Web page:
Unlocking the Customer Voice: Paulette Carter Brings CX to the Non-Profit Space

By Gabe Smith,CCXP posted 08-12-2020 09:00 AM

  

Throughout Paulette Carter’s career, the voice of the customer has always provided her with a guiding light.

 Her customer experience journey started in the call center at MCI, at the brink of the divestiture of the telecommunications industry when the company became a key player against AT&T. At the time, customer experience wasn’t what it is today, but Bill McGowen, founder/president of MCI was a proponent of Total Quality Management (TQM) and a champion for his employees and customers. 

 Paulette not only worked in the call center at MCI, but she also was assigned to workforce management, where she was tasked with creating the global workforce management team for the company. “We had multiple call centers, but they didn't connect--we didn't align the resources and we didn't have modern-day workforce management practices,” she explains. “We tested a little bit of everything.”

 Paulette and her team designed what is now known as a center of excellence. “We had best practices. We had standards. And we put all that in play,” she explains.

 When Paulette was presented an award for her management work by McGowen, he told her something that would stick with her: “You understood to use technology as a slave and to treat your people like royalty,” she recalls. “I’ll never forget him saying that to me, and at the time, it just didn’t mean a whole lot. And then over time, that changed. I realized it’s a royal approach to a business problem for our people. The work we did made a huge difference—it made that company.”

 During her 11 years at MCI, Paulette saw her work evolve as the call center team started making bigger impacts for the company. “There was a lot of collaboration, a lot of customer sensitivity, a lot of things that we needed to do because we were learning from those interactions with our customers,” she says.

 When Paulette started working for GE Capital, she was hired to build standards and best practices for the organization from an early customer experience standpoint. While doing that work, she was selected to be in the first group of GE employees trained on Lean Six Sigma and certified in management performance.

 “By working through that process, I got even more in my DNA around customer experience because I was assigned to different manufacturing processes,” she explains. “I had to bring in the Six Sigma practice and bring in data to be successful. But the thing that always resonated most with me from a data standpoint was the voice of the customer.”CXPA Member Paulette Carter

 As Paulette’s career path moved through different management positions at AGL Resources, Avaya, Arbitron, ShoreTel, and EarthLink Internet, she continued to unlock the voice of the customer as her job responsibilities branched out to include data operations, financial management, project management, compliance and risk management, and customer experience design and measurement.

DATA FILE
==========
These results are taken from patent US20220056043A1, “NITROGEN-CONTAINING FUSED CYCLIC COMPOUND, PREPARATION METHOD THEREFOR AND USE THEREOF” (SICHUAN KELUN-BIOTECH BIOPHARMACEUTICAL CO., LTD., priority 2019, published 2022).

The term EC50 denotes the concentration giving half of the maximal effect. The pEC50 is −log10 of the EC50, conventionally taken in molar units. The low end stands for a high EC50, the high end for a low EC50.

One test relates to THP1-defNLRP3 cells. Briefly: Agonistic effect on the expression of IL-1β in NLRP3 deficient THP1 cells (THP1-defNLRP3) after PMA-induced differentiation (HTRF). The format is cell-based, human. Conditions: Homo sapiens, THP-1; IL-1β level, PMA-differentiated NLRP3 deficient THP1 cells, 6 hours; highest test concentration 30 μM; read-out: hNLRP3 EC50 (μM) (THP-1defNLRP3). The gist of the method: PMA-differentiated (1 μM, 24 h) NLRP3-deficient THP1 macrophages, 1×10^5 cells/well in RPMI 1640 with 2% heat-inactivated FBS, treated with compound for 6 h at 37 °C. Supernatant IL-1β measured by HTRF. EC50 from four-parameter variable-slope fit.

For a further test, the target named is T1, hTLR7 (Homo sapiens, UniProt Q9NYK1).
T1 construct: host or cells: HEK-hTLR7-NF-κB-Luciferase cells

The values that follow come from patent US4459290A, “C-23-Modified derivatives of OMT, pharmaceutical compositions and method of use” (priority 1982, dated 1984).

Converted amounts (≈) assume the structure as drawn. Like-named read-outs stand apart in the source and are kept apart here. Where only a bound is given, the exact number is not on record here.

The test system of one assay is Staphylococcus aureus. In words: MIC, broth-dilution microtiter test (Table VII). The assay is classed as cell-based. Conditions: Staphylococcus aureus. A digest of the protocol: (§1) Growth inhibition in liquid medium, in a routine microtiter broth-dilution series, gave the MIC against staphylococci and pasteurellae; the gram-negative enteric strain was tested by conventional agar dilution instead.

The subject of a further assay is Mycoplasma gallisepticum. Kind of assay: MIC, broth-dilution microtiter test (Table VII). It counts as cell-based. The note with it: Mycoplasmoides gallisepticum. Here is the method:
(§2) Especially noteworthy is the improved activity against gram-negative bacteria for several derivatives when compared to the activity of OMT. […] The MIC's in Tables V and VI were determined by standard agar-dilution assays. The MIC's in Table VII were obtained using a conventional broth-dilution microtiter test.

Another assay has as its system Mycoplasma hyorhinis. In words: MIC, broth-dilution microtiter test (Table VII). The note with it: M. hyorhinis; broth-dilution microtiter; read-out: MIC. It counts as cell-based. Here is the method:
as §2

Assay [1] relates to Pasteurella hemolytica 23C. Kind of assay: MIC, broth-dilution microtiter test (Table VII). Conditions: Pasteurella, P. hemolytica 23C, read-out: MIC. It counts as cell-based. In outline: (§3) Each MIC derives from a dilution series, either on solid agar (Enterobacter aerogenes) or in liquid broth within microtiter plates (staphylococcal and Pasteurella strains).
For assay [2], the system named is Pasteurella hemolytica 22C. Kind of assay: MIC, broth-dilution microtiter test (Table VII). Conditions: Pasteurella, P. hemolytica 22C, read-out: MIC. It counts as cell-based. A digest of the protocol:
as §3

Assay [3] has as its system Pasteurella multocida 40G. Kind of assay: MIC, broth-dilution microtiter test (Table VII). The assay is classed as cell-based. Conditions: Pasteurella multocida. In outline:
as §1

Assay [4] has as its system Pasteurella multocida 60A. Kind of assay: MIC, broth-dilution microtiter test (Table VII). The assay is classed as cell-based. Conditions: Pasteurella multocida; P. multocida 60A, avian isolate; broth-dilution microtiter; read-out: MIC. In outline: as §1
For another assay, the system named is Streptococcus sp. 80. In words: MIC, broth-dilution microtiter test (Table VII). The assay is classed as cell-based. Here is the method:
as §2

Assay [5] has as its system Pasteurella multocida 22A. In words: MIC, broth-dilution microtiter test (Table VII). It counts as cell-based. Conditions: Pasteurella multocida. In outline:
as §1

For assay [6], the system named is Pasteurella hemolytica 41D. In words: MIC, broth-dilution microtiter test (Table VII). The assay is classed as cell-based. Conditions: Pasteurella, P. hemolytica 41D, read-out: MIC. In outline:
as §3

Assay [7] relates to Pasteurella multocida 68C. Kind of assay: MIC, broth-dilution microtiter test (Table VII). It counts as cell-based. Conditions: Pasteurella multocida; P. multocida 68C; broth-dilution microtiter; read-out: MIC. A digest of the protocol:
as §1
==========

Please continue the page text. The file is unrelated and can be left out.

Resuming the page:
“My Lean Six Sigma discipline had become part of my DNA, and CX was starting to evolve. And I believe the voice of the customer is always the answer. The bottom line was, I believed all these things were coming together around me,” Paulette says.

 

A NEW CALLING

 

Although she was promoted to higher positions in her career and often sat on boards and advisory groups, Paulette knew a career shift was in order. “I wanted to make sweeping changes in the nonprofit world.” This decision led to a career pivot, as she joined the American Cancer Society as the Senior Director of Customer Experience and Integration.

 
The move changed her life.

 
“I've never really looked back. I get to work on customer experience with some of the most passionate people, and I’ve gotten to really flourish and do a lot of things that I wanted to do.” Paulette and others on the team champion critical high-level initiatives that impact customers and are helping the organization navigate the impacts of COVID-19.

 

She says there’s too much at stake to be thrown off course.

 

 “Cancer never stops, so we have to continue attacking from every angle--we want to move the needle and make sure we do it in a manner that always has the customer at the center of everything.”

 

Paulette still thinks back to the advice she was given early in her career that has forever given the role of people and technology their proper place.

 

“People are your service delivery model,” she says. “If they believe in your mission and your vision, and you let them know how important they are along the journey, you’re always going to lead. You’re going to be customer-centric when you have employees who fight for the customer. They’ll make sure that your organization will never become antiquated.”


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